06-28-2017  3:35 pm      •     
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NEWS BRIEFS

Local Government, Employers Welcome Youth to SummerWorks

A record 1,150 youth will gain real-world work experience in jobs across Portland metro ...

Multnomah County Library Hosts ‘We Refuse to Be Enemies’

Library will hold a series of social justice workshops this summer ...

The Skanner Wins NNPA Award for Best Layout and Design

Our graphic designer Patricia Irvin wins for July 2016 issues ...

Cooling Centers to open in Multnomah County Saturday, Sunday

Temperatures expected to climb into the upper 90s this weekend ...

Multnomah County Leaders Release Statement on Safety at Summer Events

Officials advise public to check in, have a plan and be aware at public events ...

U.S. & WORLD NEWS

OPINION

Ask Ernie the Attorney

Ernest Warren's primary practice is personal injury, real property, corporate and criminal practice in Ore. and Wash. ...

Our Children Deserve High Quality Teachers

It’s critical that parents engage with educational leaders and demand equal access to high quality teachers ...

Civil Rights Groups Ask for Broad Access to Affordable Lending

Charlene Crowell writes that today’s public policy housing debate is also an opportunity to learn from the mistakes of the past and...

Criminal Justice Disparities Present Barriers to Re-entry

Congressional Black Caucus Member Rep. Danny Davis (D-Ill.) writes about the fight to reduce disparities in our criminal justice...

AFRICAN AMERICANS IN THE NEWS

ENTERTAINMENT

Hillary Clinton

WINTERSET, Iowa (AP) — Democratic presidential candidate Hillary Rodham Clinton said she never knowingly sent or received classified information using her private email server and did not know what messages were being cited by intelligence investigators as examples of emails containing classified information.

Clinton spoke briefly Saturday about the email matter after a Democratic gathering at the Madison County Historical Complex in which she stressed her commitment to a variety of issues, including her support for pre-kindergarten education and abortion access. Reporters raised the topic of the email during a brief news conference.

"I am confident that I never sent or received any information that was classified at the time it was sent and received. What I think you're seeing here is a very typical kind of discussion, to some extent disagreement among various parts of the government, over what should or should not be publicly released," she said.

The front-runner for her party's nomination said she wanted the information in question to be made public as soon as possible and suggested there was confusion over the issue.

"I think there's so much confusion around this that I understand why reporters and the public are asking questions, but the facts are pretty clear. I did not send nor receive anything that was classified at the time," she said.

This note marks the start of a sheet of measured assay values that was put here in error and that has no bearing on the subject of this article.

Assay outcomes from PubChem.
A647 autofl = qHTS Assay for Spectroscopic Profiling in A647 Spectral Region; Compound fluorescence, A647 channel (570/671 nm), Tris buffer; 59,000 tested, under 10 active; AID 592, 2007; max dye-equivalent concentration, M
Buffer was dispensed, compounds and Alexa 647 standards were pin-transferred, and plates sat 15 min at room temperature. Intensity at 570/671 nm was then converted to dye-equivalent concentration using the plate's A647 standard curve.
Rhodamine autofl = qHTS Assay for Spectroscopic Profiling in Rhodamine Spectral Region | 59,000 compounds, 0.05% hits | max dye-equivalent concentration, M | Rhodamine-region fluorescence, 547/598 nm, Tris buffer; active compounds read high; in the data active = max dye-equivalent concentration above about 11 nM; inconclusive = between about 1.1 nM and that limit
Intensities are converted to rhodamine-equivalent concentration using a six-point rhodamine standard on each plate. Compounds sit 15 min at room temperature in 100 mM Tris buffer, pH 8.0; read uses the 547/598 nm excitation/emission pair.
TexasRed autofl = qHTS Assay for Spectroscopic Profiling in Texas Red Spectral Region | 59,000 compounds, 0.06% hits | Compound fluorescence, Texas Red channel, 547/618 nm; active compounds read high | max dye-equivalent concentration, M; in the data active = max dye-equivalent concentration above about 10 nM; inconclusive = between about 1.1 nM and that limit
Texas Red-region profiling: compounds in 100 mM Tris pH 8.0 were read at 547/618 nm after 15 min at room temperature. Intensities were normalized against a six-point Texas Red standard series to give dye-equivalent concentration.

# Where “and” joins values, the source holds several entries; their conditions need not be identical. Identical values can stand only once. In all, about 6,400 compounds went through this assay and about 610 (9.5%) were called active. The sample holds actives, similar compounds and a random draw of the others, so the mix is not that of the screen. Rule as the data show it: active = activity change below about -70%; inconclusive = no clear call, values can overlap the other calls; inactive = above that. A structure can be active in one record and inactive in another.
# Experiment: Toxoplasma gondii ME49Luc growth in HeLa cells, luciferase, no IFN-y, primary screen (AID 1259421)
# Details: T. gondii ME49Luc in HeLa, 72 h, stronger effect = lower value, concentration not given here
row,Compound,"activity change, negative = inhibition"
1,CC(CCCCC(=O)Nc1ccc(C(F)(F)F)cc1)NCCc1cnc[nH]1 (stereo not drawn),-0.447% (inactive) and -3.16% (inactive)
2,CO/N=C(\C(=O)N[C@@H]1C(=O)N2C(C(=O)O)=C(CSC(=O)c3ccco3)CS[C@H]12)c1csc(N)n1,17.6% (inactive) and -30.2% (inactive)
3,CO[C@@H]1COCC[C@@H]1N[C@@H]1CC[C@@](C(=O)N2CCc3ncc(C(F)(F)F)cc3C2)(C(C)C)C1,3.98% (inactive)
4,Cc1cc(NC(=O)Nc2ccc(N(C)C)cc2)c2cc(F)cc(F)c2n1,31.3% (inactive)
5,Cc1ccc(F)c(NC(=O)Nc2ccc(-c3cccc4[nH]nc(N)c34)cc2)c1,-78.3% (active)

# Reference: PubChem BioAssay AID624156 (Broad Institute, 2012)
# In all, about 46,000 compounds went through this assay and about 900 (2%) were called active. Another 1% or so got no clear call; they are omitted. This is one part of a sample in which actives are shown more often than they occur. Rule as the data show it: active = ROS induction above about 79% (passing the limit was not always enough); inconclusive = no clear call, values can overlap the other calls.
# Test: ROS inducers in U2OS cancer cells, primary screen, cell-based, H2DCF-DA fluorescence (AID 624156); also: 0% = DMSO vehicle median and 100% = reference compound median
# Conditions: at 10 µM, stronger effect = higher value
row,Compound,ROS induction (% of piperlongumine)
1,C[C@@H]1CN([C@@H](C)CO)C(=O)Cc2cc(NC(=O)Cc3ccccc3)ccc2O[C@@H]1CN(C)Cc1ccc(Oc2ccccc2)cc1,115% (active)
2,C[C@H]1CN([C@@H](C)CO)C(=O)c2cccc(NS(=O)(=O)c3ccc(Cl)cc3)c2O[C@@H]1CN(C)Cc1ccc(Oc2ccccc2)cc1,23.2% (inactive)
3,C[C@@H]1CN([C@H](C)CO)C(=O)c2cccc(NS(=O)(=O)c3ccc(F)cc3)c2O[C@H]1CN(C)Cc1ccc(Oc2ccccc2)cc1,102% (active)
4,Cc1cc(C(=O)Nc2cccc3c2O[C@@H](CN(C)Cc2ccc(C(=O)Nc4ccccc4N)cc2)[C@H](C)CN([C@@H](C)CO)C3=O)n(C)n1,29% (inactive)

Intelligence investigators told the Justice Department in a letter this week that secret government information may have been compromised in the unsecured system she used at her New York home during her tenure as secretary of state.

Asked if the Justice Department should investigate, Clinton said: "They can fight over it or argue over it. That's up to them. I can tell you what the facts are."

In addition to alerting the Justice Department to the potential compromise of classified information, the inspector general of the U.S. intelligence community sent a memo to members of Congress indicating that "potentially hundreds of classified emails" were among the 30,000 that Clinton had provided to the State Department.

The office said it also raised that concern with FBI counterintelligence officials and was recommending changes in how the emails are being reviewed and processed for public release. The State Department is reviewing 55,000 pages of emails with the goal of releasing all of them by Jan. 29.

The intelligence inspector general, I. Charles McCullough, and his counterpart at the State Department, Steve Linick, said that McCullough's office found four emails containing classified information in a limited sample of 40 emails.

Whether the Justice Department would investigate the potential compromise the intelligence inspector general highlighted was not clear. The referral to the Justice Department does not seek a criminal probe and does not specifically target Clinton.

In its letter to congressional oversight committees, the inspector general's office said that it was concerned that "these emails exist on at least one private server and thumb drive with classified information and those are not in the government's possession," Andrea Williams, a spokeswoman for McCullough, said earlier this week.

The letter said none of the emails was marked "classified" at the time it was sent or received but that some should have been handled as such and sent on a secure computer network.

Clinton has said she used the private server at her home as a matter of convenience to limit her number of electronic devices.

 

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